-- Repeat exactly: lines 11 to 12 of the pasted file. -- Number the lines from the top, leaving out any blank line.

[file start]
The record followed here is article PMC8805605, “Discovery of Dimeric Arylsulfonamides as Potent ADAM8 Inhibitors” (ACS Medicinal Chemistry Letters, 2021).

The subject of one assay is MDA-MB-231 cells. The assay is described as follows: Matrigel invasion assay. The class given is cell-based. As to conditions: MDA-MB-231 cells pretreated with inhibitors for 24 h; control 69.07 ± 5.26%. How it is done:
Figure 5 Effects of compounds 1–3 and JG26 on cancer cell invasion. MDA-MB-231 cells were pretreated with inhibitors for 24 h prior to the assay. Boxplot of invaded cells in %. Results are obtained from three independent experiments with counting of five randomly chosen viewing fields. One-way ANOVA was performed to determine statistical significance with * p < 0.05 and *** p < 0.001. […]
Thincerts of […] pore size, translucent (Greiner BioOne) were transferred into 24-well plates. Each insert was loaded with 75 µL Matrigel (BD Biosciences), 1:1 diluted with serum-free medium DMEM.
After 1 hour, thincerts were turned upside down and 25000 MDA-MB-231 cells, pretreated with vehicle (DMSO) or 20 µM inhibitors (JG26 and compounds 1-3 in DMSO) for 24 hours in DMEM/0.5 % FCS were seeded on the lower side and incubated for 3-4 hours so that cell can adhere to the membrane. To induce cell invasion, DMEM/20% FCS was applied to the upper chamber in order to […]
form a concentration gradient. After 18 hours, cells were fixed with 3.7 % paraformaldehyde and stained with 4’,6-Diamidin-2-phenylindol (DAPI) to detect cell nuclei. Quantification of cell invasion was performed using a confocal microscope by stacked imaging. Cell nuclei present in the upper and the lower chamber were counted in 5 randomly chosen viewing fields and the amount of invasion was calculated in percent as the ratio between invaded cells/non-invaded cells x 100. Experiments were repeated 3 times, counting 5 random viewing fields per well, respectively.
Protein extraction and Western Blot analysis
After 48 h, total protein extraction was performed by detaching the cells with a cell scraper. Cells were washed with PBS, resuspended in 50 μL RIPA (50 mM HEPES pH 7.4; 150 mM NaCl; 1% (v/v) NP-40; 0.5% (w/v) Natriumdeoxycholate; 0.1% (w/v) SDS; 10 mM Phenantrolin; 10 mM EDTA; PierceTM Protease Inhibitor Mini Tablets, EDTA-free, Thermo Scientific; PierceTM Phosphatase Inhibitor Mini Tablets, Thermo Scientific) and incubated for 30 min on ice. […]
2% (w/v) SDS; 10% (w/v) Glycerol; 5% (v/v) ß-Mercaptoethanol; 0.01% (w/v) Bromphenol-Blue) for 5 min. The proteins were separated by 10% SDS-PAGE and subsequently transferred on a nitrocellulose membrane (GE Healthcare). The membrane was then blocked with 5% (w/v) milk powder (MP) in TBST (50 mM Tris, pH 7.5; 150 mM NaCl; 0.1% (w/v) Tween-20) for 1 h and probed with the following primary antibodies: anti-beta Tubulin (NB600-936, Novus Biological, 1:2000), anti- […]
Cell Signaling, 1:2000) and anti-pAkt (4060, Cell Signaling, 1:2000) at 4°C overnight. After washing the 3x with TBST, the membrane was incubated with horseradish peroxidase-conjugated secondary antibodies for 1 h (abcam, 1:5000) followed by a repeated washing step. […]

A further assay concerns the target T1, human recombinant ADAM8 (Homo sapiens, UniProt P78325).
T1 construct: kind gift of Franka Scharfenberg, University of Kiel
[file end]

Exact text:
A further assay concerns the target T1, human recombinant ADAM8 (Homo sapiens, UniProt P78325).
T1 construct: kind gift of Franka Scharfenberg, University of Kiel